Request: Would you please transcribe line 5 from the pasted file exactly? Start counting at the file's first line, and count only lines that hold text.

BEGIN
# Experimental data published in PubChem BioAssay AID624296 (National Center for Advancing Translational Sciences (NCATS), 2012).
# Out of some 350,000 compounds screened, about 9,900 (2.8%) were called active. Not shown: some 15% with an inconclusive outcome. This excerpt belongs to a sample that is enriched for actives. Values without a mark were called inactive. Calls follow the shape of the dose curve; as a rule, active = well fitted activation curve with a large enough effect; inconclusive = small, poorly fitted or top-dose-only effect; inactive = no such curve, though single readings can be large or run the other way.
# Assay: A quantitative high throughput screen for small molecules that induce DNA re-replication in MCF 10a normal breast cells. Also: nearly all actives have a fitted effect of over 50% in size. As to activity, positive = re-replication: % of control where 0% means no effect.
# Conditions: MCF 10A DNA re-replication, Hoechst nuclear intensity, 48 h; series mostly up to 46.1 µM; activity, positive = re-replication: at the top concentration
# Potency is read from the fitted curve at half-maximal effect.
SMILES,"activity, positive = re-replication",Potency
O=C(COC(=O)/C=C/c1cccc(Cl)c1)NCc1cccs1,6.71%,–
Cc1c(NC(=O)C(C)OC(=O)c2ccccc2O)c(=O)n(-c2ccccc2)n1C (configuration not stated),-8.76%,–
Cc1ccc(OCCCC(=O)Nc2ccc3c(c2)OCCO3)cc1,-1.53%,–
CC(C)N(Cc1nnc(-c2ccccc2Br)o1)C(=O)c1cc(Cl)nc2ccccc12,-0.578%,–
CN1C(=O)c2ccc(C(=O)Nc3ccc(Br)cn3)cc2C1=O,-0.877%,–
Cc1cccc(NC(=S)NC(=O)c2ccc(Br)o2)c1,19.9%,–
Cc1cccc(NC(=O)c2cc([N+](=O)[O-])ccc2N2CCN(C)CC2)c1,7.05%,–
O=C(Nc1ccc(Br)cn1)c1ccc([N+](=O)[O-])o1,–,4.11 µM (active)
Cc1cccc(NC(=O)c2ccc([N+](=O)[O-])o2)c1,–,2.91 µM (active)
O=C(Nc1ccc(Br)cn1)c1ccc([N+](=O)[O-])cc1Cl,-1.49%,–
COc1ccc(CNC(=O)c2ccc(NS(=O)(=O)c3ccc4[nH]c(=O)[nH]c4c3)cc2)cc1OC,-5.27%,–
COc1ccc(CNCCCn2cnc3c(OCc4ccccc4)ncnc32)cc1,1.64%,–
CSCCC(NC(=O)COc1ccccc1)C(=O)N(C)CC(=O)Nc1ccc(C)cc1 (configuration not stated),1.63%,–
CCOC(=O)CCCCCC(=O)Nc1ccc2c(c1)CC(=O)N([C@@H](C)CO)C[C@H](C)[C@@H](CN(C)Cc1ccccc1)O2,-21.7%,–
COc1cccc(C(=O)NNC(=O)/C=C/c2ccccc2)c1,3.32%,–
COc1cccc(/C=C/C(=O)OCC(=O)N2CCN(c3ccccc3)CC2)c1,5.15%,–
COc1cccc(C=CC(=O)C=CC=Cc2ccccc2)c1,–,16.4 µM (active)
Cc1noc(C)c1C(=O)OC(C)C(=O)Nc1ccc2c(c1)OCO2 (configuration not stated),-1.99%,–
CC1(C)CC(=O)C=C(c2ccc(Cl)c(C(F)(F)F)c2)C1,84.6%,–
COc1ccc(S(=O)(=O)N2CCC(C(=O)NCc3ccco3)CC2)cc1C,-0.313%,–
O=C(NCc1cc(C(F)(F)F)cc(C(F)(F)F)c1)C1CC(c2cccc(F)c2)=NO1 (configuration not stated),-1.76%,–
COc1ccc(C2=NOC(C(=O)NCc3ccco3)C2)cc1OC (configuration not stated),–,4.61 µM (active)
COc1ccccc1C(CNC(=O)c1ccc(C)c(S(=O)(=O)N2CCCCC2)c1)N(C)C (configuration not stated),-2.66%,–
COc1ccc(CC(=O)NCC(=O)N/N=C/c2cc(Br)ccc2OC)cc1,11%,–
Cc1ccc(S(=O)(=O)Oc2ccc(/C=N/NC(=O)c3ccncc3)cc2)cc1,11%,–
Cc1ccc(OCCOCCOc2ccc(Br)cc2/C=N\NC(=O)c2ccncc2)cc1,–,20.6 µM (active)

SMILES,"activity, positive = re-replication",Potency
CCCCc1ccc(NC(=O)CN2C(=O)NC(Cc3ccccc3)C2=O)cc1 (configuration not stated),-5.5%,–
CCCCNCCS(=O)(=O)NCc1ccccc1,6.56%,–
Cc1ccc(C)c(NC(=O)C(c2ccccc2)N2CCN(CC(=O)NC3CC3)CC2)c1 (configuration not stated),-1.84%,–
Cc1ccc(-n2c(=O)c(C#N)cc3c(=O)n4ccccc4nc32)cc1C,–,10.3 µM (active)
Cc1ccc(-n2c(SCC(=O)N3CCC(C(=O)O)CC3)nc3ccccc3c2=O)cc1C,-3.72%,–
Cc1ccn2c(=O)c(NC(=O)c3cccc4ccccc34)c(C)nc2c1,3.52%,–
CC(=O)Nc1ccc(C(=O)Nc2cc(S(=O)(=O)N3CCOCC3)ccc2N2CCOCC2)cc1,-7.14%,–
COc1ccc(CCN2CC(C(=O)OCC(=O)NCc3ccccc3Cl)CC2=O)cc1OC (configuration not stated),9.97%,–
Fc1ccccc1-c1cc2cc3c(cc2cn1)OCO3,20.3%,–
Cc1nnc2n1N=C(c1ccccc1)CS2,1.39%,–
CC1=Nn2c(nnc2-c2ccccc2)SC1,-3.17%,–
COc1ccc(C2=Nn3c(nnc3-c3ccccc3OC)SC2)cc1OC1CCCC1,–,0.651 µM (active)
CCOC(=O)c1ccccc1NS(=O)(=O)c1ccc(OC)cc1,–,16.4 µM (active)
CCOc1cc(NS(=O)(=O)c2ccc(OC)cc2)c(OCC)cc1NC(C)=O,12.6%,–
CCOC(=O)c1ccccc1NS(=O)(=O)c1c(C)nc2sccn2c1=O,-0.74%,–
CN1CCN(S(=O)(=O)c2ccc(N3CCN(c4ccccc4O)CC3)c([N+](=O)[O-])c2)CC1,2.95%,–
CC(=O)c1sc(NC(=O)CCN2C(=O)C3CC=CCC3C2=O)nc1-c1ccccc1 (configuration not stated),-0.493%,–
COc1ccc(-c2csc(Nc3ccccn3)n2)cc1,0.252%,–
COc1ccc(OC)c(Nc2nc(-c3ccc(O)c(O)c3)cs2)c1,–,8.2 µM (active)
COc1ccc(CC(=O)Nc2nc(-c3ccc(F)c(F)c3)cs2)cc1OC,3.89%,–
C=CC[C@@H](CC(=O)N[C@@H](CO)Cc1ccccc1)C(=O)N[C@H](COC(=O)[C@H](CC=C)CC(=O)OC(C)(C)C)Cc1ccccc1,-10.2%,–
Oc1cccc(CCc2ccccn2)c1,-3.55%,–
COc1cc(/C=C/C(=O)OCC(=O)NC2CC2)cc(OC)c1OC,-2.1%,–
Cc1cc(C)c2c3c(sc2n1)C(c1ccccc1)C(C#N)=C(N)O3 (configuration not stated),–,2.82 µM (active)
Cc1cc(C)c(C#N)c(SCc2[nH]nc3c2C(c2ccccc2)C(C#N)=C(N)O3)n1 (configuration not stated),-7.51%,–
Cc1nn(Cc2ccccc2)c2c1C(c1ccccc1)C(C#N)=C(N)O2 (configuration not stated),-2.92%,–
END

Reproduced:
# Potency is read from the fitted curve at half-maximal effect.